Notes on Pierce and Triads
Notes on Pierce and Triads
As noted in previous classes and in Dr. Conway’s distillation of firstness, secondness, and thirdness, we are likely to focus on Pierce’s use of the triad. I can remember three things, index, icon, and symbol etc. Yet, Pierce’s grounding of semiotics in “that which is observed” seems a more interesting way into understanding Pierce’s later, more opaque, explanations of how language creates meaning. For Pierce, everything communicated must eventually lead back to an object. The object becomes symbolic through his described processes of relational building (I believe Liska coins “modes of production”) from index to icon, from icon to symbol provides a rather concise explanation of the correlative nature of Pierce’s triads at work.
As an aside, the casting of semiotics alongside science still seems to be a concerted effort to legitimate the study of language in all its iterations (history, literature, communication etc.). There is a distinct advantage to systemizing the “ologies.” Doing so allows us to enter through another door in the vast array of language building and language meaning. The real fortune, I believe, is not Pierce’s use of triads whether you are talking about the correlational meaning of firstness to thirdness, nor is it the more identifiable index, icon, and symbol; rather it is the casting of all of these triads into “that which is observed.” Not only does Pierce’s first move account for a study of semiotics as it relates to the sciences of ethnography and anthropology, but it also allows us to dissect the processes of translation as culture-building. Though this is not immediately apparent (to me this is a slippery concept), the notion of simultaneity and Messianic time (which for my research purposes are not entirely mutually explicit) along with Pierce’s notion of observation and the correlation of his processes of firstness, secondness and thirdness, makes this wild assertion more apparent for me. Perhaps this becomes clearer if we consider some of Liska’s explanation of the ten classes of signs.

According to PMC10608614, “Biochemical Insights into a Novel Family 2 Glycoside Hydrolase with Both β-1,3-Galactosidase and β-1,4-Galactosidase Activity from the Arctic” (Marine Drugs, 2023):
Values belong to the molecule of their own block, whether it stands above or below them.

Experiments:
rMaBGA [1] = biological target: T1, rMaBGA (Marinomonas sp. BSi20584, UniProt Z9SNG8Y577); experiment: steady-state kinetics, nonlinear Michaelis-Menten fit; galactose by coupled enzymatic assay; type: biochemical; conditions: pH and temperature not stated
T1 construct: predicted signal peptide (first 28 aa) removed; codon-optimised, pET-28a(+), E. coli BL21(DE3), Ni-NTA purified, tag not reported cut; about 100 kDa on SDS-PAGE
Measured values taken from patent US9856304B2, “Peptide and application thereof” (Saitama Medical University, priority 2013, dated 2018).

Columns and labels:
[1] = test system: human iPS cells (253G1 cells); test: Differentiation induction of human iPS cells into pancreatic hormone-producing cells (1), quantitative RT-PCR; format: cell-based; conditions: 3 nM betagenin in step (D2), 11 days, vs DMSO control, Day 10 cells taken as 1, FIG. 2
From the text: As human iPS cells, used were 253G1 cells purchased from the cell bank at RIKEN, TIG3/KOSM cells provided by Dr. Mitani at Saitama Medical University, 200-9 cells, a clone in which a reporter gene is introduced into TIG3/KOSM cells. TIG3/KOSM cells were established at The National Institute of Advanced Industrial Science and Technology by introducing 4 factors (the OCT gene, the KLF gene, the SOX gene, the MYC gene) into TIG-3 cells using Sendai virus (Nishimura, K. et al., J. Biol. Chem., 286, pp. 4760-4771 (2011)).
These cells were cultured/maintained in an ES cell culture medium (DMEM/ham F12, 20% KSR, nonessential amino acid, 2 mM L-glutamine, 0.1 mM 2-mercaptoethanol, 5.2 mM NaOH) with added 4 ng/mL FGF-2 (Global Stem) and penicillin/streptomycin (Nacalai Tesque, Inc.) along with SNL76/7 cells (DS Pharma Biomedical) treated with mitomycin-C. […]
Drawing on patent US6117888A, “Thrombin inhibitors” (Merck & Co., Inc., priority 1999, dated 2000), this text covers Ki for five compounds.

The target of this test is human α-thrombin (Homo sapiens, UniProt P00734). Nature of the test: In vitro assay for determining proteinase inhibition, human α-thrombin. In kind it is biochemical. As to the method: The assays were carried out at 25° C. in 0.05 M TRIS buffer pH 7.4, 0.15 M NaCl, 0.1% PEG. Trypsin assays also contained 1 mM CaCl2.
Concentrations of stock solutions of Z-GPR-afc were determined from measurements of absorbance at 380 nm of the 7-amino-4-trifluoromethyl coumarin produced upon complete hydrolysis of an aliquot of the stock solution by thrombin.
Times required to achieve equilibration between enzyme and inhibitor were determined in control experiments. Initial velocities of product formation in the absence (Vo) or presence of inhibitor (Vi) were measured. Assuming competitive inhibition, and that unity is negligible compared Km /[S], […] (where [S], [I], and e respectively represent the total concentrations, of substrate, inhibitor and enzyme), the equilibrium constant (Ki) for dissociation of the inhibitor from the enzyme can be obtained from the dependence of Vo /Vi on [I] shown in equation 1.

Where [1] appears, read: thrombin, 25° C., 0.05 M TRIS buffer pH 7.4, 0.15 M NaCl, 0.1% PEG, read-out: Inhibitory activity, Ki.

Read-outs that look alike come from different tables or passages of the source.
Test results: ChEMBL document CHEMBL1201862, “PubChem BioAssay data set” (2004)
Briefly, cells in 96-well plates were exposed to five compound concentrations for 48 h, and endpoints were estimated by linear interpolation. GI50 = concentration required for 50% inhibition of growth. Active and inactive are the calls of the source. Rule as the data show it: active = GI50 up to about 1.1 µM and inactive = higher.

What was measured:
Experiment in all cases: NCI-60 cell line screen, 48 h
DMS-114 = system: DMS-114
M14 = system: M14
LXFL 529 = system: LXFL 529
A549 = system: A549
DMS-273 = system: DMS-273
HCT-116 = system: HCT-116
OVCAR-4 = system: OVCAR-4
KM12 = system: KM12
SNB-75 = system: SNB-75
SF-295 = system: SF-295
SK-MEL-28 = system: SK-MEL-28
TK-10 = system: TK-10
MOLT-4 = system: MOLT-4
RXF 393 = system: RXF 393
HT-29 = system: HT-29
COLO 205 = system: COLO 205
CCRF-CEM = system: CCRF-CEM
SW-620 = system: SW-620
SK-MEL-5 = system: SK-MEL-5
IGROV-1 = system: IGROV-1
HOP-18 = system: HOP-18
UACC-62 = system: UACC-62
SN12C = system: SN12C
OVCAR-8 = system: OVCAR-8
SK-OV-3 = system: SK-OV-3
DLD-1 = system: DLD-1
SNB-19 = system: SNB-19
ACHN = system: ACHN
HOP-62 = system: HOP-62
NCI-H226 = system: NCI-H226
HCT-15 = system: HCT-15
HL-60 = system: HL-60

Prior to examining Pierce’s classes of signs, Liska examines Pierce’s notion of breadth and depth. Liska explains this concept using an example of arsenic. He says that Arsenic may have breadth as because it is identifiable as a chemical but its meaning is only fully realized when we consider its depth as a chemical that can kill (Liska, 29). This notion of breadth and depth becomes pivotal when positioned against Pierce’s idea of the Dominance Rule, the idea that one subset of trichotomy may take precedence over another (Liska, 46). So, when Liska gets to explaining the Rhematic Symbolic Legisign (“any conventional sign which correlates with its object primarily through some conventional, habitual, or lawlike means, and acts primarily in conveying a general sense or depth about the object it represents” [Liska, 50]), and its relation to the Dicentic Indexical Sinsign (“indices which not only indicate their object but also are able to represent some sense or depth about the object they refer to” [Liska, 50]), we are able to understand that language is multidimensional. It has breadth, depth, and object, and a meaning that it is positioned against that is similar to the way in which translation operates. This triad of Dominance Rule, RSL, and DIS allows us to examine the complex symbolic language prevalent in culture, politics, and metaphor.
I understand that this “summary” is further from Dr. Conway’s more holistic distillation of what Pierce and Liska are examining. I am attempting, and yes, stumbling to find meaning beyond a first reading approach. My apologies to my classmates if you found this summary less useful than previous iterations.